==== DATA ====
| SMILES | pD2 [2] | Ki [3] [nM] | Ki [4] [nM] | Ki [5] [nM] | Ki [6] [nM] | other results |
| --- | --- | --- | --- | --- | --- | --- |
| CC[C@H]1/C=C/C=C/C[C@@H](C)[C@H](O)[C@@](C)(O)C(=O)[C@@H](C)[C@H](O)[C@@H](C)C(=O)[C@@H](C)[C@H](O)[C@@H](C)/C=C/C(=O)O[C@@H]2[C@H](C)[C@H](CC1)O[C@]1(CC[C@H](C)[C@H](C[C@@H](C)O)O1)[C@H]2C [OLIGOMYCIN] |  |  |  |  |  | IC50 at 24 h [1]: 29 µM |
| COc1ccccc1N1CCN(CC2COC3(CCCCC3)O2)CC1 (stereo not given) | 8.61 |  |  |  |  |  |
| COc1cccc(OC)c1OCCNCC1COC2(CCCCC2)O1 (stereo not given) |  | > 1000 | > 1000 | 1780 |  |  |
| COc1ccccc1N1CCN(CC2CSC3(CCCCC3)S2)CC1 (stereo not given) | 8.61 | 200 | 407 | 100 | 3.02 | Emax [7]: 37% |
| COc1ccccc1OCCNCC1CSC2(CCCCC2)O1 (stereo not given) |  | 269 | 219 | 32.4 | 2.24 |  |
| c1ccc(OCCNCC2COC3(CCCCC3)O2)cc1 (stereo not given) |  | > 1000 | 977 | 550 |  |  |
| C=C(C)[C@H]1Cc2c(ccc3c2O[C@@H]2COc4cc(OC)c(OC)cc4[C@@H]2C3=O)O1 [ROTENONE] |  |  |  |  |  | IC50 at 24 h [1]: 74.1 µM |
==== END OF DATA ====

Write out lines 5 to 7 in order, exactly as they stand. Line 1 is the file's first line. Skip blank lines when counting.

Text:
| COc1cccc(OC)c1OCCNCC1COC2(CCCCC2)O1 (stereo not given) |  | > 1000 | > 1000 | 1780 |  |  |
| COc1ccccc1N1CCN(CC2CSC3(CCCCC3)S2)CC1 (stereo not given) | 8.61 | 200 | 407 | 100 | 3.02 | Emax [7]: 37% |
| COc1ccccc1OCCNCC1CSC2(CCCCC2)O1 (stereo not given) |  | 269 | 219 | 32.4 | 2.24 |  |